The U.S. government has allocated $380 million for security upgrades on states’ voting technology.
The funding was included in the massive appropriations bill approved by Congress and signed by President Donald Trump last week.
The funding is considered to represent a bipartisan effort by lawmakers in Washington to protect upcoming elections from cyber threats, following Russian interference in the 2016 presidential election.
The U.S. Election Assistance Commission (EAC) has specified the exact amount allocated to each state, according to a list posted late this week. California will receive the most with roughly $35 million, next is Texas with $23 million and New York with $19 million.
States can use the funds to make technology and election security improvements in order to secure their voting infrastructure.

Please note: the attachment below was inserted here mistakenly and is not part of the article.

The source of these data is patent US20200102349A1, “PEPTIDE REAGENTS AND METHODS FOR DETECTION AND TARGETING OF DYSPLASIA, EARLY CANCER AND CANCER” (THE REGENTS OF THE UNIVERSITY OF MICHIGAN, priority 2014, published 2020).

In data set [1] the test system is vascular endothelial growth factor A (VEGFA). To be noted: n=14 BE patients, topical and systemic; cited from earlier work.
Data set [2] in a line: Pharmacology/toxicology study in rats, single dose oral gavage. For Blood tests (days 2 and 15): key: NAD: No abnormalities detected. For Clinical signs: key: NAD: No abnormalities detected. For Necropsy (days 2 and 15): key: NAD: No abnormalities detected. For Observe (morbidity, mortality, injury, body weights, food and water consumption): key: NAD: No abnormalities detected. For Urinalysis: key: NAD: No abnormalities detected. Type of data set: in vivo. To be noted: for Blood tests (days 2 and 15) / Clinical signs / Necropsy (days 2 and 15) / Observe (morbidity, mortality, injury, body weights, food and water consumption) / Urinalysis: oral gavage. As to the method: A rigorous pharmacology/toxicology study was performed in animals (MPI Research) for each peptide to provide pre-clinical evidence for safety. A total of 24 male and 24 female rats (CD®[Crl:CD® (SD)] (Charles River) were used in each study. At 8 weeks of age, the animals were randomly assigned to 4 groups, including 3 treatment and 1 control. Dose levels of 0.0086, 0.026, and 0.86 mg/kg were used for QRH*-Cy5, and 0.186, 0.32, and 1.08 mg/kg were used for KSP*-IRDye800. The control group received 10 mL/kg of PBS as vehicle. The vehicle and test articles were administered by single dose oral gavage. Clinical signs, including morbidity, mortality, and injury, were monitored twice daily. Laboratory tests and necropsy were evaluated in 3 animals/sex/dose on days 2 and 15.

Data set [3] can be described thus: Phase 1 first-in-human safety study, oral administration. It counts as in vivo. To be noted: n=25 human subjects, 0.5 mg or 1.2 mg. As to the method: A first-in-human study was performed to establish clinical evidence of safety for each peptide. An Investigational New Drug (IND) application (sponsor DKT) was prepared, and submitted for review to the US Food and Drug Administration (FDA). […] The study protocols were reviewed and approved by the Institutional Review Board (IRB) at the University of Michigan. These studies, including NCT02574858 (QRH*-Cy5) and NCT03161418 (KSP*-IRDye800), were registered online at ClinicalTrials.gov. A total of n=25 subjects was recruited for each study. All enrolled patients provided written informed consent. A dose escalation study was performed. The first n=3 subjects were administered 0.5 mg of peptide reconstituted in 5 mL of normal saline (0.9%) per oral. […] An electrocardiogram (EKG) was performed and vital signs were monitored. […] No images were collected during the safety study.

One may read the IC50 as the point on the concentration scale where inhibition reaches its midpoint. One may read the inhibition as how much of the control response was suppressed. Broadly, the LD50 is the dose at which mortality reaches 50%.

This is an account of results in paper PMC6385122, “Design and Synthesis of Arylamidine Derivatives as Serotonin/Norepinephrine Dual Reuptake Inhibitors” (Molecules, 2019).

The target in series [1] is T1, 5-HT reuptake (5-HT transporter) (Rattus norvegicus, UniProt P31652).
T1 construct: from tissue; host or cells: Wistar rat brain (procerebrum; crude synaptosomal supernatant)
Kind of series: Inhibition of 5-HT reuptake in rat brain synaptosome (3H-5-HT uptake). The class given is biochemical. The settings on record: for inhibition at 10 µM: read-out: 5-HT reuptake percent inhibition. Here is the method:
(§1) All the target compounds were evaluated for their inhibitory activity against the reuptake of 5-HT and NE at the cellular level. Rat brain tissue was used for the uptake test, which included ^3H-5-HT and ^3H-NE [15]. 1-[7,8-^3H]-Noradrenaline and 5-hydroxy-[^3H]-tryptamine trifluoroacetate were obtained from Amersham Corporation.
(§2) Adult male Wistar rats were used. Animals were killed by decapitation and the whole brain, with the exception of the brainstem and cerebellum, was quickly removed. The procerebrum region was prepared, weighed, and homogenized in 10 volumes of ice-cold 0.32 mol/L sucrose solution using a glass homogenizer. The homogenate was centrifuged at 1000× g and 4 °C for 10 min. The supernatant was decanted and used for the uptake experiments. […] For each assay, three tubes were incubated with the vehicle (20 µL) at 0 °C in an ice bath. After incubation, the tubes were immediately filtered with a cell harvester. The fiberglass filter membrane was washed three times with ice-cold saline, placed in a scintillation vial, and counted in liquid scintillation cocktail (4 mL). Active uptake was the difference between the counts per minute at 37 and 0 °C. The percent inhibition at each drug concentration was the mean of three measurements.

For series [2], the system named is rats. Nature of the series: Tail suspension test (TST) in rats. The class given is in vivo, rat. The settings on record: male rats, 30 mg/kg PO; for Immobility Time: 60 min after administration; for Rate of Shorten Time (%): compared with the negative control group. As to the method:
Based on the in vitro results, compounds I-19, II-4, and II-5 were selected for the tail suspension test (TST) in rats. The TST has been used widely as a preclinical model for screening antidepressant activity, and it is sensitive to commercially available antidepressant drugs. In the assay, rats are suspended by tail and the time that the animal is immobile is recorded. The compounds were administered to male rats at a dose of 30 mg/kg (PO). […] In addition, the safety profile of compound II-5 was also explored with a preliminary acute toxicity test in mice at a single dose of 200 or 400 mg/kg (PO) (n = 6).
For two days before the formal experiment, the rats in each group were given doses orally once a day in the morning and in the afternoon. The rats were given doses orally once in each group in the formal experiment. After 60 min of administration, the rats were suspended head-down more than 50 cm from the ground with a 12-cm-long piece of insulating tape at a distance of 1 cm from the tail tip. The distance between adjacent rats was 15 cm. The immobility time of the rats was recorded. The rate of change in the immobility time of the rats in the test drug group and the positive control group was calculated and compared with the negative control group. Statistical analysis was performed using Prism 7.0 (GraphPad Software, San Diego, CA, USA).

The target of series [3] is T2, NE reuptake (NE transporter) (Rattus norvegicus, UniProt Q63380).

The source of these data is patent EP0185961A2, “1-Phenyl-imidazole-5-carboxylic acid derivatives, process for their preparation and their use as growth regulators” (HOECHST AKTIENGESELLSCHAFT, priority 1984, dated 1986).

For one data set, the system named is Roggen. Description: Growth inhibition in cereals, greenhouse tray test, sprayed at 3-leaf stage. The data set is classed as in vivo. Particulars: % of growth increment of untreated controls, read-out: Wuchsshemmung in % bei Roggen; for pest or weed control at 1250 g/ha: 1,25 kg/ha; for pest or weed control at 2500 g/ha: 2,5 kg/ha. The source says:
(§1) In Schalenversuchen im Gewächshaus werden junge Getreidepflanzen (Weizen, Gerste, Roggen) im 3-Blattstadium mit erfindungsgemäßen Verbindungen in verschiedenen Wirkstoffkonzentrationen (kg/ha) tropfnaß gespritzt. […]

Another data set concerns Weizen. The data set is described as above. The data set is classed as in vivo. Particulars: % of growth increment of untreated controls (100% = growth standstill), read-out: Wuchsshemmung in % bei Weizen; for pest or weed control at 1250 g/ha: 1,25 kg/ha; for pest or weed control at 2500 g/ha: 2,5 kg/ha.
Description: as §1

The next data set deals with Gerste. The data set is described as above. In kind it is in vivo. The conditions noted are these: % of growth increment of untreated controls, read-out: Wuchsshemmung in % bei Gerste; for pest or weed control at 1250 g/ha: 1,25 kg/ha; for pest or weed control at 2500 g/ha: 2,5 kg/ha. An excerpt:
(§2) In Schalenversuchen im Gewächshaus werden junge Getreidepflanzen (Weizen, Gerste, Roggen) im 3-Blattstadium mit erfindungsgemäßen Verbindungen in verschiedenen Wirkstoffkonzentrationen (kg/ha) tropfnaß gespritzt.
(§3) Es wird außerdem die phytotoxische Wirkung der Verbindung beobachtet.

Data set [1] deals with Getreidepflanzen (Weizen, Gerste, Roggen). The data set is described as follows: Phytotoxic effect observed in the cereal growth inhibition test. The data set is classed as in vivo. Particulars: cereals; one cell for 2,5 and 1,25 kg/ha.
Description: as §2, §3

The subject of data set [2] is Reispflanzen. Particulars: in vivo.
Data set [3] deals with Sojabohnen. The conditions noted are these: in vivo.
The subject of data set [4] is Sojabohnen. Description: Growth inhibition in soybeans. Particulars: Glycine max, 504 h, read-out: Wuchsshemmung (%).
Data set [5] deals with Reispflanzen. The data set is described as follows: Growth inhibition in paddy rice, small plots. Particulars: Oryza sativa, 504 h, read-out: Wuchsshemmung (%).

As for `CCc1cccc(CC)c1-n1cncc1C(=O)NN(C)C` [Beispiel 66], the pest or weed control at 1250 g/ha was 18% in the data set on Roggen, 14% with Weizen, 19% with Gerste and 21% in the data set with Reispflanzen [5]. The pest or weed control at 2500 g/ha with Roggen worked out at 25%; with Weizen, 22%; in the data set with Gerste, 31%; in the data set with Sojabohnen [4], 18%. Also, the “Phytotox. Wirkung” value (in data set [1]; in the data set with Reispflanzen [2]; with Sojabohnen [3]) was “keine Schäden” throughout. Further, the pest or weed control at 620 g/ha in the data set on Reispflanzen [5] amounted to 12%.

According to The Hill, Vermont Secretary of State Jim Condos said that his state may invest in additional penetration testing and implement two-factor authentication for town clerks who access portions of the voter registration database. The state of Vermont will receive $3 million of the election security funds, according to the EAC.
“We will look at how we can ramp up even more security,” Condos said. “We’ll look at maybe beefing up our firewalls.”
At the moment five states are completely using electronic voting machines while other states use both paper and computers, depending on the local.
Meanwhile, states also receive election security help from Homeland Security, which designated voting systems as critical infrastructure in early 2017.
The Hill reported that the department is offering remote cyber hygiene tests as well as more rigorous on-site vulnerability tests to states that request them. The department is also working to share sensitive threat information with state election officials.